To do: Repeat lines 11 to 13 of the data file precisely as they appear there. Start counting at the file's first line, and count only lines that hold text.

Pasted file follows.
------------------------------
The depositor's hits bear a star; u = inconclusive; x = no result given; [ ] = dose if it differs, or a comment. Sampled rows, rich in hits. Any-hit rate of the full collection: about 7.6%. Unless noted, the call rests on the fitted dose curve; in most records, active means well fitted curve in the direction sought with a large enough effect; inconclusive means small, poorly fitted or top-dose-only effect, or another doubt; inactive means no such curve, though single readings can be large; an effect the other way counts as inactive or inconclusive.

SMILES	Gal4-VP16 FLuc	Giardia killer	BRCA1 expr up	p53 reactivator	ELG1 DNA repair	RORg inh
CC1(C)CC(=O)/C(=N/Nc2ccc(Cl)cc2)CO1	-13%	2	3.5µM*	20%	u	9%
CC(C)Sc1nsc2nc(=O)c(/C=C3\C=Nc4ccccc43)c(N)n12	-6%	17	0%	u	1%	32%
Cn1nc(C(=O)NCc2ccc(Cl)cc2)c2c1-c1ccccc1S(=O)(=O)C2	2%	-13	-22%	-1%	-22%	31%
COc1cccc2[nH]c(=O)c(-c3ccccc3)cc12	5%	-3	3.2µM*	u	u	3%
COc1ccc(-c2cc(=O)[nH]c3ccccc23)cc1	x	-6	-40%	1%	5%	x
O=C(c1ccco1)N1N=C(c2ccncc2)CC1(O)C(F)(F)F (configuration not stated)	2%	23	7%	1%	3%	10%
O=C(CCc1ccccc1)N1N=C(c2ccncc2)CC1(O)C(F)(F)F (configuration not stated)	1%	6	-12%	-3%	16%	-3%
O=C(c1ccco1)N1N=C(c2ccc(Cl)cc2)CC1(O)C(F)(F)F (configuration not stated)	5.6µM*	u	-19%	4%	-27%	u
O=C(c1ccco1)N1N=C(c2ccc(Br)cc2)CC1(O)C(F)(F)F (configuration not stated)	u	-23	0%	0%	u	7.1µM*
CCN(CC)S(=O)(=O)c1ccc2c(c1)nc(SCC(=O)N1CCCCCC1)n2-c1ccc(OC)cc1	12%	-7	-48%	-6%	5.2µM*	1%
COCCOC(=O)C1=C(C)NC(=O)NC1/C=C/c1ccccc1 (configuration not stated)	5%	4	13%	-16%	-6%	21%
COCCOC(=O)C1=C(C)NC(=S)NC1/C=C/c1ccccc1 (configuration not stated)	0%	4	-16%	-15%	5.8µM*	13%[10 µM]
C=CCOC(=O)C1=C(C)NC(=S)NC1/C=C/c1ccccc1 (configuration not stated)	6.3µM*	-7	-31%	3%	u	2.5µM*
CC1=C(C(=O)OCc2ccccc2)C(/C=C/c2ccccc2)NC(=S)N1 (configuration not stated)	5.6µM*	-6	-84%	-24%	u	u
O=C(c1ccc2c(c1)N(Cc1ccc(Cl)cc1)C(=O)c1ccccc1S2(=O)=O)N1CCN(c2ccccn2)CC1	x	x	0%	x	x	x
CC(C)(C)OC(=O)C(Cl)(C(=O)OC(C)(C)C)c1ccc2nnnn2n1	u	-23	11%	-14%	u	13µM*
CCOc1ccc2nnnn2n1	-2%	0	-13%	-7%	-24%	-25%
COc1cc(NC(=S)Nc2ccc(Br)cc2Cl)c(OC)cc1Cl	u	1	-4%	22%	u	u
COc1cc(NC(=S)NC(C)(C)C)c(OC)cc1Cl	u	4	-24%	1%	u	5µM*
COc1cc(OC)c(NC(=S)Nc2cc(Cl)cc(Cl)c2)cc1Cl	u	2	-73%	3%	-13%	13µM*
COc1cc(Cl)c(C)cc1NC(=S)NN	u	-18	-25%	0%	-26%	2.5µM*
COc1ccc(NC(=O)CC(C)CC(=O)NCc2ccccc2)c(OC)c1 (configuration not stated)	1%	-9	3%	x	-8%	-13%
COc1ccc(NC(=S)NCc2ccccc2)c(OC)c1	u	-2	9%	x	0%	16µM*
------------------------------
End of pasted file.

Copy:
O=C(c1ccco1)N1N=C(c2ccc(Br)cc2)CC1(O)C(F)(F)F (configuration not stated)	u	-23	0%	0%	u	7.1µM*
CCN(CC)S(=O)(=O)c1ccc2c(c1)nc(SCC(=O)N1CCCCCC1)n2-c1ccc(OC)cc1	12%	-7	-48%	-6%	5.2µM*	1%
COCCOC(=O)C1=C(C)NC(=O)NC1/C=C/c1ccccc1 (configuration not stated)	5%	4	13%	-16%	-6%	21%